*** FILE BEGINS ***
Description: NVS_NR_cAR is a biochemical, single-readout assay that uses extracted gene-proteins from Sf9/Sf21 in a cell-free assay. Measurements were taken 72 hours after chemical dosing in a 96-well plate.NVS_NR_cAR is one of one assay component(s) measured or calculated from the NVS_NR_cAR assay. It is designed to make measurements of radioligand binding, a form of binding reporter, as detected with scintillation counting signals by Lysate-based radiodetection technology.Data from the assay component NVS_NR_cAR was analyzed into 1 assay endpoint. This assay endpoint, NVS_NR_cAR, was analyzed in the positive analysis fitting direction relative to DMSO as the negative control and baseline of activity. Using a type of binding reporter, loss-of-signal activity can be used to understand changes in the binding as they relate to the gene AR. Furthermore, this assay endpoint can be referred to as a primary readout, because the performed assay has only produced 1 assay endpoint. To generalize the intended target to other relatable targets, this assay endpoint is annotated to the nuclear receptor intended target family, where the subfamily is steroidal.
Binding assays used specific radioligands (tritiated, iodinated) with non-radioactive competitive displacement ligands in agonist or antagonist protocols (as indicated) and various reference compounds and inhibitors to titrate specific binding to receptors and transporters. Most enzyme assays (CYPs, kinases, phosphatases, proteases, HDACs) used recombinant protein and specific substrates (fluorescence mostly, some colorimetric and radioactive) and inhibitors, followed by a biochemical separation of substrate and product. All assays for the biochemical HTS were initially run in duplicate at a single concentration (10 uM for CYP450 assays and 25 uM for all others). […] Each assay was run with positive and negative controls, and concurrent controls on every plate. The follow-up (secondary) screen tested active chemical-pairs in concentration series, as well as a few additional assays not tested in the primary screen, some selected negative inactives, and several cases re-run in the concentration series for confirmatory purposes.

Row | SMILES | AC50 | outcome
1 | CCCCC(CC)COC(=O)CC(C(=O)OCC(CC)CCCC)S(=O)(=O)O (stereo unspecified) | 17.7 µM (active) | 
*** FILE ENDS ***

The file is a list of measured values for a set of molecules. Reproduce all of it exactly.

Description: NVS_NR_cAR is a biochemical, single-readout assay that uses extracted gene-proteins from Sf9/Sf21 in a cell-free assay. Measurements were taken 72 hours after chemical dosing in a 96-well plate.NVS_NR_cAR is one of one assay component(s) measured or calculated from the NVS_NR_cAR assay. It is designed to make measurements of radioligand binding, a form of binding reporter, as detected with scintillation counting signals by Lysate-based radiodetection technology.Data from the assay component NVS_NR_cAR was analyzed into 1 assay endpoint. This assay endpoint, NVS_NR_cAR, was analyzed in the positive analysis fitting direction relative to DMSO as the negative control and baseline of activity. Using a type of binding reporter, loss-of-signal activity can be used to understand changes in the binding as they relate to the gene AR. Furthermore, this assay endpoint can be referred to as a primary readout, because the performed assay has only produced 1 assay endpoint. To generalize the intended target to other relatable targets, this assay endpoint is annotated to the nuclear receptor intended target family, where the subfamily is steroidal.
Binding assays used specific radioligands (tritiated, iodinated) with non-radioactive competitive displacement ligands in agonist or antagonist protocols (as indicated) and various reference compounds and inhibitors to titrate specific binding to receptors and transporters. Most enzyme assays (CYPs, kinases, phosphatases, proteases, HDACs) used recombinant protein and specific substrates (fluorescence mostly, some colorimetric and radioactive) and inhibitors, followed by a biochemical separation of substrate and product. All assays for the biochemical HTS were initially run in duplicate at a single concentration (10 uM for CYP450 assays and 25 uM for all others). […] Each assay was run with positive and negative controls, and concurrent controls on every plate. The follow-up (secondary) screen tested active chemical-pairs in concentration series, as well as a few additional assays not tested in the primary screen, some selected negative inactives, and several cases re-run in the concentration series for confirmatory purposes.

Row | SMILES | AC50 | outcome
1 | CCCCC(CC)COC(=O)CC(C(=O)OCC(CC)CCCC)S(=O)(=O)O (stereo unspecified) | 17.7 µM (active) | 